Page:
Friday, December 30, 2005

The Global War on Hostages

It's the latest fad of 2005 for the keyboarding Right -- making fun of hostages. In this, they continue down a trail blazed by Mark Steyn. We won't even bother looking at the warbloggers, or the comment sections thereof, because as Mike Power explains, laughing at hostages is among the less problematic things you'll find there. No, let's look at a place that should know better, the Wall Street Journal's online opinion page, Opinion Journal, and James Taranto's column therein. And they should know better because one of their colleagues, Daniel Pearl, was himself a murdered hostage.

Hilarity ensures for Taranto today because the victims in two separate hostage takings are French and German -- two countries that wouldn't go along with King George's plan to invade Iraq given the unsuccessful search for WMDs. So the item is headlined "weasel watch" and goes from there:

"The Arabic-language TV network Al-Arabiya aired video Wednesday of a French engineer held captive in Iraq and said his captors threatened to kill him unless France ends its 'illegitimate presence' in the country," CNN reports.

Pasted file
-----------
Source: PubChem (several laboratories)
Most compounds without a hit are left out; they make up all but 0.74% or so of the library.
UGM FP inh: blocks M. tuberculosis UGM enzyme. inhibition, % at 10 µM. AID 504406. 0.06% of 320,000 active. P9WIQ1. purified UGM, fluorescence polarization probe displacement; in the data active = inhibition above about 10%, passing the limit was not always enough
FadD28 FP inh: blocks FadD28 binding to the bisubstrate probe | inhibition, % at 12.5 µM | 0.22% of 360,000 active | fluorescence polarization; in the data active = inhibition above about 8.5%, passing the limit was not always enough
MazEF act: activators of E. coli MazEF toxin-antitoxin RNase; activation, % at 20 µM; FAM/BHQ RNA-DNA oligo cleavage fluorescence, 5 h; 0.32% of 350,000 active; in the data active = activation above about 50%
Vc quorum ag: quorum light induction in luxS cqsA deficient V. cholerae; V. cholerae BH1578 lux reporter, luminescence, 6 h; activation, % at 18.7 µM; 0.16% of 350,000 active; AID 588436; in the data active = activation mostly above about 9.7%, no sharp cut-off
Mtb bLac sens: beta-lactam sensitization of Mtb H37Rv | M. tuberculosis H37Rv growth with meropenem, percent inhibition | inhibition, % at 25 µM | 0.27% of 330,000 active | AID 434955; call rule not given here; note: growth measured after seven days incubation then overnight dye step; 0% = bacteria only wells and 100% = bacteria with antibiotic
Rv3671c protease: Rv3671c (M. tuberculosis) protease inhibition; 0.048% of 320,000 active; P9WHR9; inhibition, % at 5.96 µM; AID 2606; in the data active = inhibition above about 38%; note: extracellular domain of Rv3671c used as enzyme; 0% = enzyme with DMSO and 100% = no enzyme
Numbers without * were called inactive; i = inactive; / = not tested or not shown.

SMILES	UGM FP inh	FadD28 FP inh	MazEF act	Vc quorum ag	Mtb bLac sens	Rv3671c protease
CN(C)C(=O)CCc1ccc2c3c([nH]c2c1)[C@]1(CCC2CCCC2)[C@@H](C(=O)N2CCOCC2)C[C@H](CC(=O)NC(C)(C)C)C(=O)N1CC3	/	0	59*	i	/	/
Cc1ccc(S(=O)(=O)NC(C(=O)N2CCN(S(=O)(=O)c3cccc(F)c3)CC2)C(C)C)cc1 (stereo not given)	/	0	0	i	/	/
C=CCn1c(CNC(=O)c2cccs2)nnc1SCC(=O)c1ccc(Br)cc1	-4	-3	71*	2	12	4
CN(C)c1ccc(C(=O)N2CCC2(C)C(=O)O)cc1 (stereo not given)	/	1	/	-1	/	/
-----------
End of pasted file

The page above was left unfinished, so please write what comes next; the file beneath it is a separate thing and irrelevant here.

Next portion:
Well, if the French can't figure out a way to surrender without engaging in the first place, no one can!

[some shite warblogger] notes a Reuters report that Juergen Chrobog, who served as Germany's ambassador to the U.S., has been kidnapped in Yemen. "This November," [warblogger] writes, Chrobog "was quoted in our blog as a admirer of 'soft power.' " In 2003, the Times of London reported, Chrobog "was reported to have told Foreign Ministry colleagues that America was turning into a 'police state.' "

Writes [warblogger], "Why he would travel to Yemen during these troubled times is beyond me." Maybe he just craved anarchy.

It's too easy to turn this line of questioning around to Daniel Pearl's case, so we won't. Let's just note that they were at the same game a few weeks ago with British hostage Norman Kember and his 3 North American colleagues:

Of course, as the Guardian notes, the hostages, who represent an outfit called Christian Peacemaker Teams, were already on the same side as the terrorists: "The group had been campaigning on behalf of a number of detainees held by the US in Iraqi jails."

The Guardian may have typos, but they still know what the presumption of innocence means.

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